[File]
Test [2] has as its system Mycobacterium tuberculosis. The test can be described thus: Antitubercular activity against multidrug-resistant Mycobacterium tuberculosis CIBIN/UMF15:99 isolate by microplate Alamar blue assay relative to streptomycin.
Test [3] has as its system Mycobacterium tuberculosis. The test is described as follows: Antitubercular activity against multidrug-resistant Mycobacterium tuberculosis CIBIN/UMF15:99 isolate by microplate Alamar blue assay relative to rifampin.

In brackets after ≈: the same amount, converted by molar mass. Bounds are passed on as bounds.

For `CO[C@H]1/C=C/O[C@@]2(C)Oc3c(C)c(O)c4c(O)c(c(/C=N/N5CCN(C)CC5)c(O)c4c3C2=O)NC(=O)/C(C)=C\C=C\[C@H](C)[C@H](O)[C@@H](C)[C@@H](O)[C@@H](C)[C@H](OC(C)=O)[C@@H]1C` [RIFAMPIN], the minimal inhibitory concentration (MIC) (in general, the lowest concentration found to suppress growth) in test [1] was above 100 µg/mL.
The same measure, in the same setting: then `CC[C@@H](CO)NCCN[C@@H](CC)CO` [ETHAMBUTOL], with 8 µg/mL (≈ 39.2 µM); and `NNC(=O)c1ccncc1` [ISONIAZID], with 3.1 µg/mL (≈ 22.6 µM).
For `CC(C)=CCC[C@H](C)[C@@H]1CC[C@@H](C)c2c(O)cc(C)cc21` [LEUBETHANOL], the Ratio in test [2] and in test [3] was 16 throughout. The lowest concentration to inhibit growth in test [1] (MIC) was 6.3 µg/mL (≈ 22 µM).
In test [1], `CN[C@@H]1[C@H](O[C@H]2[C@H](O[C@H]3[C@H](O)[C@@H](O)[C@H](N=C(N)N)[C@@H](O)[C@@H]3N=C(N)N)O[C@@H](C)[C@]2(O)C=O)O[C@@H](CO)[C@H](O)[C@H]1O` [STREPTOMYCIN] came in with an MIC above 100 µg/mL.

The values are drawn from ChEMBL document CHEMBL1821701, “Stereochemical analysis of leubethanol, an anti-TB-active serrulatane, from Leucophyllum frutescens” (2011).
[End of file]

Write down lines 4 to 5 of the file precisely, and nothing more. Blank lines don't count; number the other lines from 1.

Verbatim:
For `CO[C@H]1/C=C/O[C@@]2(C)Oc3c(C)c(O)c4c(O)c(c(/C=N/N5CCN(C)CC5)c(O)c4c3C2=O)NC(=O)/C(C)=C\C=C\[C@H](C)[C@H](O)[C@@H](C)[C@@H](O)[C@@H](C)[C@H](OC(C)=O)[C@@H]1C` [RIFAMPIN], the minimal inhibitory concentration (MIC) (in general, the lowest concentration found to suppress growth) in test [1] was above 100 µg/mL.
The same measure, in the same setting: then `CC[C@@H](CO)NCCN[C@@H](CC)CO` [ETHAMBUTOL], with 8 µg/mL (≈ 39.2 µM); and `NNC(=O)c1ccncc1` [ISONIAZID], with 3.1 µg/mL (≈ 22.6 µM).